During the pregnancy, we kept each other in the loop through Facebook and the slew of medical and personal bills that kept coming our way. It was a nerve-wrecking experience, especially for my husband who is a micro-manager, to not be physically present throughout it all, making sure she was eating the right food and not stressing herself too much. 

On the other hand it was also a test of faith in humanity for us. The fact that the surrogate was a very calm and composed woman made life a little bit easier. 

Her due date grew closer, and 10 days before she was expecting we landed in her country. Her life kept going as it always had; she went to work, took care of her kids, and visited the gynae, but this time with us in tow.

If waiting for a day felt like an age back in Malta, it now felt like each hour lasted even longer than that. The due date came and left, but the baby wasn’t ready to come out.

These new levels of anticipation went on for an entire extra week. After a whole day waiting for the induced birth to kick in, the hospital informed us that her water broke at 10:00pm. The whole thing was an experience we will never forget.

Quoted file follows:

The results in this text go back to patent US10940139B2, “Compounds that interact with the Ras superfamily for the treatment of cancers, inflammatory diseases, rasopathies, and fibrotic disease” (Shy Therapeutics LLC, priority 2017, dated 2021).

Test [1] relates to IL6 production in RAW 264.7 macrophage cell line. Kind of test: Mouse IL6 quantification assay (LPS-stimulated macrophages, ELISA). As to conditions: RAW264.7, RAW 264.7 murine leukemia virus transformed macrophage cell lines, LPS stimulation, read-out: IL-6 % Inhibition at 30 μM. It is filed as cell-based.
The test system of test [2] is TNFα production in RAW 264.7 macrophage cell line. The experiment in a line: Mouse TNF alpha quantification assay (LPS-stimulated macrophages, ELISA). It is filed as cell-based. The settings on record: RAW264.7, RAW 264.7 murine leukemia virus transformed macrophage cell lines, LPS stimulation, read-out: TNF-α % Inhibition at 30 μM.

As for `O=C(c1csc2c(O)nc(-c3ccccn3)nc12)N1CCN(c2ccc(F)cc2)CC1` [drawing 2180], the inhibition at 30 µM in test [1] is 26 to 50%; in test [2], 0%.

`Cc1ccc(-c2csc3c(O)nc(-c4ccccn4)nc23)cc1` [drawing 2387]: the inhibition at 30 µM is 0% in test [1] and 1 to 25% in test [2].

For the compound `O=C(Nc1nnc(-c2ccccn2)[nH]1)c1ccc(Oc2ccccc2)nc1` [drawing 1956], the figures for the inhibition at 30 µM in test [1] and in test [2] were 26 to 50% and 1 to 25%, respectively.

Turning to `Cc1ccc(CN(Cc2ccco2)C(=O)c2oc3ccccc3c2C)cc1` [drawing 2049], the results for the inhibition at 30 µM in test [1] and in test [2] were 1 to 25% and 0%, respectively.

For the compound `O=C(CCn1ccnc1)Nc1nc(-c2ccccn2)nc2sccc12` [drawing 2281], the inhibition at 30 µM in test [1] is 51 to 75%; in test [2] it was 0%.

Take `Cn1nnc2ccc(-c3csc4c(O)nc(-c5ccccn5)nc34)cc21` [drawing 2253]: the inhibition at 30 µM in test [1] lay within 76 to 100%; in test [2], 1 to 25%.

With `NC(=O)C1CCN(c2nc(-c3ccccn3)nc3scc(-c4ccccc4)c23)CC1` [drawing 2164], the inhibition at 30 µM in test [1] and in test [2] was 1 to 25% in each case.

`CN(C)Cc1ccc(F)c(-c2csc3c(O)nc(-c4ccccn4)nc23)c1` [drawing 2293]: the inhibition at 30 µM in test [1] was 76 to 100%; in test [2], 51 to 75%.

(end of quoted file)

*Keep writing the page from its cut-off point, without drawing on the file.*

My husband cried and I stood there in pure bewilderment as we were asked to cut the umbilical chord. A miracle had just taken place right infront of our eyes. 

At this point most families would be able to spend some quality time relaxing with and showering their child with love. But for us, things were a little more complicated. We had to be the ones to register the birth, transfer guardianship to us through a Court Order and make arrangements for the newborn’s passport so that we can travel back home. While hoping to be home two weeks after the birth, we were advised by the paediatrician to wait for four, allowing time for all vaccinations. 

Arriving back in Malta with friends and family nervously waiting to greet our new child was the most overwhelming feeling I have ever felt in my entire life. Even writing this now is making my throat burn and my eyes well up. It felt like all the stress and anxiety which was bottling up inside of me had to to be released all at once. 

If I knew exactly what we would be groing through, I would have probably refused to believe we were capable to handle it all. But this little and seemingly fragile child of ours gave us the strength that we never thought we had. 

This little child of ours is growing by the day. Soon they will ask questions we’ll gladly answer. We are not afraid of how the child will look at us because they will know how loved they are. 

Our child’s creation was done with the help of science, but he was born out of love.

Share this story if you were inspired by these parents

READ NEXT: Of IVF, Embryo Freezing And Soapboxes: A Maltese Gynaecologist’s Perspective